The era when Yugoslavia was part of the MDAP was also characteristic with visits of senior US military officials. Among them were the representatives of the Ministry of Defence, Combined General Staff, US Army, USAF and US Navy. They were especially frequent in the early stages of Programme and most of them have official talks with Marshall Tito. In August 1952, US Secretary of the Army Frank Pace visit JNA. Most spectacular visit was the one of the 6th Fleet USN headed by Vice Admiral Cassady aboard aircraft carrier USS “Coral Sea”. Tito was guest on the carrier, and had a opportunity to see the air exercise made in his honour. In September 1953, the US Army delegation at large manoeuvre in Zagorje was headed by the AMAS chief General Harmony, seen here accompanied with General Kosta Nadj, commander of the 5th Military District.

Main JNA component, the infantry, received during MDAP mostly fire-support weaponry: over 5.000 Bazookas 60 and 88,9mm, 1.120 recoilless guns 57 and 75mm, 2.500 Browning M2 cal 12,7mm anti-aircraft machine-guns and 34.000 M1 Thompson cal 11,43 mm sub-machine-guns. Yugoslav amoured units received two types of tanks M-4 Sherman (599), M-47 Patton (319). Three types of self-propelled guns: M-7 Priest, M-18 Hellcat, M-36 Jackson (715), a total of 565 armoured cars M3A1 Scoutcar and M-8 Greyhound. Immediately since the MAP was signed, a huge quantities of artillery started reached Yugoslavia. Total of 760 weapons in the 105,155 and 203mm calibre were delivered. Yugoslav Army engineers received 44 different items that covered  the 119 different types of equipment: bridges, bulldozers, greyders, rollers, boats, workshops…

JNA received over tens of thousands of different vehicles. Many of it were specialised and had entered nearly all of the units. Of note is their service with the Yugoslav Odred as part the United Nations Emergency Force. This 800-men force was deployed to Sinai Peninsula in November 1956 equipped with MDAP supplied US types of vehicles. They included the standard range of Jeeps, different Dodges to a fleet of GMC lorries. The Odred had a number of specialised vehicles such as fuel-tankers, dumpers, workshops, a recovery vehicle, crane, bulldozer and different trailers. including armoured reconnaissance vehicles. The most potent weapon of the Odred were M-8 Greyhound armoured cars, and standard patrol M3A1 White armoured cars.

Most of the vehicles and equipment were presented on the May Day parades that were held in capital of Yugoslavia, Belgrade and six capitals of socialist republics on annual basis. The American weaponry attracted the attention of the wider public.

Incorporation into the MDAP influenced that parts of the JNA officers corps passed special conversion and training programs. Those courses were held in two ways: by sending Yugoslav officers to various centres or units in the United States or in Europe or at specially created courses in Yugoslavia, where American military or civil lecturers conducted conversion. In the period of the MDAP total number of 762 JNA personnel was trained out of Yugoslavia. Yugoslav airmen were the first who went to United States for training at Godman and Shaw air bases. Three experienced pilots were send to the jet aviation Squadron Leader Course with the 48th Fighter- Bomber Wing USAFE at Chaumont, France, in September 1952. Ten more pilots were added in December of the same year, to be converted to a jet pilot status. Those pilots were engaged to become first jet aviation instructors in the spring 1953, for the Yugoslav Air Force.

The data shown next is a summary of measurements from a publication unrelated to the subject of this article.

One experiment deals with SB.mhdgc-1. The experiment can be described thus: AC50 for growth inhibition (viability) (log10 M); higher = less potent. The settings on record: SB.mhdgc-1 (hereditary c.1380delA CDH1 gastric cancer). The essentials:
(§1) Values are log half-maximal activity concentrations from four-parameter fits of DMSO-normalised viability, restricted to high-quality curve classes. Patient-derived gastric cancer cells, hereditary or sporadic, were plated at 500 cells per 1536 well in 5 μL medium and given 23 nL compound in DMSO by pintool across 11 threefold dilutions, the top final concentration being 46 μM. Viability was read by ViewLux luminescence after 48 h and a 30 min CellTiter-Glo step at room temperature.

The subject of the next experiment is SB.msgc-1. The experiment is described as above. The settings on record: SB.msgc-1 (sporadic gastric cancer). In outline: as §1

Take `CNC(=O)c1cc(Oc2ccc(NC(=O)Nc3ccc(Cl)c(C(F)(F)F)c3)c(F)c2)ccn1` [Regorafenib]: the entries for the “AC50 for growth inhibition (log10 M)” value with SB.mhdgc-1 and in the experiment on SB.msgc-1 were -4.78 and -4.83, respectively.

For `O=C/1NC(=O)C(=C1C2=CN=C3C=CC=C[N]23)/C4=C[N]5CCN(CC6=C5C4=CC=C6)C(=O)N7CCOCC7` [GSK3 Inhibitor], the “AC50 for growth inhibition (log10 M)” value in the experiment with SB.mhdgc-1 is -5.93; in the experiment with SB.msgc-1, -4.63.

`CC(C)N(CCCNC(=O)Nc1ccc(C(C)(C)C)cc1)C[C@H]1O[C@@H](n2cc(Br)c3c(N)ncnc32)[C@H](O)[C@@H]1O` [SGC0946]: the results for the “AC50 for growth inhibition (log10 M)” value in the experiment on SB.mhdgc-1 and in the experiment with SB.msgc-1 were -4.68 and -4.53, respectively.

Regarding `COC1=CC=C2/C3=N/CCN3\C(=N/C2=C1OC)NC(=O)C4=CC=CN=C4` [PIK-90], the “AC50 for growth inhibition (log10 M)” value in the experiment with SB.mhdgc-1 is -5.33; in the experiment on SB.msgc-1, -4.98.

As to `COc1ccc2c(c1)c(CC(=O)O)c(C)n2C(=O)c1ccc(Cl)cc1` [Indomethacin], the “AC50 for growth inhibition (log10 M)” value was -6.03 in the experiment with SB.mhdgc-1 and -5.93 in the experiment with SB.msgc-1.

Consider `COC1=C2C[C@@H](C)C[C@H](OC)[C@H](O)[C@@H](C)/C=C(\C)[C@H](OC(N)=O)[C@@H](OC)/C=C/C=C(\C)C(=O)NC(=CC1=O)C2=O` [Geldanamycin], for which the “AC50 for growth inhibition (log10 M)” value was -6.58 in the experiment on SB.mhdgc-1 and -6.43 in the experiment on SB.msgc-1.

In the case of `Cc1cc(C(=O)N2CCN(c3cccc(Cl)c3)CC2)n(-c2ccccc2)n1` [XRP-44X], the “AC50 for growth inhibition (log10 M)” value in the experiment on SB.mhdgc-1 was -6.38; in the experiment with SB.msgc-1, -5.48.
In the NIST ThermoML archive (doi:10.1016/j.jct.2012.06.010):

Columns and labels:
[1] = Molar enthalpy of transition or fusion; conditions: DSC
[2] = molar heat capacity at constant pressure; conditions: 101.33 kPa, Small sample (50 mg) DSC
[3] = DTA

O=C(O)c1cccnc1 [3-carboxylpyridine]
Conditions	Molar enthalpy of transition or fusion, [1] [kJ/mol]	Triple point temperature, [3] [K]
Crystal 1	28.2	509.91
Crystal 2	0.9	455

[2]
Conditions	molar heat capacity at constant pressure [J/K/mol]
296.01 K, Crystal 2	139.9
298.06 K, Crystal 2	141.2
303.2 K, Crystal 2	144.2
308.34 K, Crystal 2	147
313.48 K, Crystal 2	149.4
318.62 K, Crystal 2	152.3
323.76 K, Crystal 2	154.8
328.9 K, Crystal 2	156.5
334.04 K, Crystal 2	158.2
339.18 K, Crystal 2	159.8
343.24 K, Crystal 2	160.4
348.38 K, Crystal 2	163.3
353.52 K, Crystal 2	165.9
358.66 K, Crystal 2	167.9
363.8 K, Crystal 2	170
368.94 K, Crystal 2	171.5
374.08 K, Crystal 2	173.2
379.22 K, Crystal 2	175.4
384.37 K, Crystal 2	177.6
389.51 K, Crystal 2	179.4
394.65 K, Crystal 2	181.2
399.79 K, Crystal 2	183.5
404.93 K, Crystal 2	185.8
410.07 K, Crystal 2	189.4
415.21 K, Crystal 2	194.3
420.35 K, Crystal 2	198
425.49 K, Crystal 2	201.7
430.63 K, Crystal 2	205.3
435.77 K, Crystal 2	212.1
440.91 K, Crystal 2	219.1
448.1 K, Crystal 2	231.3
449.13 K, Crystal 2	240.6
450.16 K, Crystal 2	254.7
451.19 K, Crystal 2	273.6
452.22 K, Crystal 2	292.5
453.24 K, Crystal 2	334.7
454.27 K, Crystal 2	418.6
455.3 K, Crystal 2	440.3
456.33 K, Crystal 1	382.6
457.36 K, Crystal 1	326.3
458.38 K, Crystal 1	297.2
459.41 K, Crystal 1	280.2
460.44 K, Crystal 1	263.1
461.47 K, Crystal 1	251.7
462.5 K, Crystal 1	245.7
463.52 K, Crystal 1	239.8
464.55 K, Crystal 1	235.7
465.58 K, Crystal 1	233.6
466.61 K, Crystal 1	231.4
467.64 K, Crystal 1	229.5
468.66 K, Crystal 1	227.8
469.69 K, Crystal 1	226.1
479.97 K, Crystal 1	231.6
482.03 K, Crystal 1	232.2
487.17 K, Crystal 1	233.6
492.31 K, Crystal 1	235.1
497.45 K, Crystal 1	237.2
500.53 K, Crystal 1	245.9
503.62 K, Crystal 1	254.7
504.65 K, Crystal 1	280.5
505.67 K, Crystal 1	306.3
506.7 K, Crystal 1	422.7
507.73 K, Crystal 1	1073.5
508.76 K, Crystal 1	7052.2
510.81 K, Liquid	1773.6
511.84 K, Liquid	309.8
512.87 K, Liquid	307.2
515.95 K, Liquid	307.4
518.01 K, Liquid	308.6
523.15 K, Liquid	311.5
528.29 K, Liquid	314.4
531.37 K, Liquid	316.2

First Lockheed T-33As for Yugoslav Air Force reached Batajnica air base on the 10 March 1953. Five T-33A T-birds landed in Batajnica crowded with top brass of both Yugoslav and US armies. First batch of combat F-84G Thunderjets was delivered to Yugoslavia on Wednesday, 9 June 1953. Further deliveries continued in smaller or larger batches until the end of the Progamme. Major Michael Smolen famous instructor and pilot of “Acro-jets” acrobatic team of USAF Fighter School 1948-1951 took part in this phase of conversion, flying on T-33А. In 1954-1955, Yugoslav Air Force received first surveillance AN/TPS radars as well as first S-51 helicopters and fleet of 20 Douglas C-47 airplanes which became backbone of the transport fleet for over two decades.

In the following period of the MDAP (1955-1958), YAF was strengthened with, at that time, two most modern types: 22 reconnaissance Lockheed RT-33As and 43 North American F-86E Sabre interceptors. The RT-33A was the first originaly produced reconnaissance airplane in the YAF inventory, while the Sabrejet was able to encounter the Mig-15 which was in inventory of the neighbouring satellite air forces. One notable event occurred soon after the arrival of the initial batches of Sabres: for the first time Yugoslav pilots had the opportunity of the breaking the sound barrier. All of the pilots which flew faster of the speed of sound had received letter from the Canadair Company and certificate that they belonged to the “Mach Busters Club.”

East West Bridge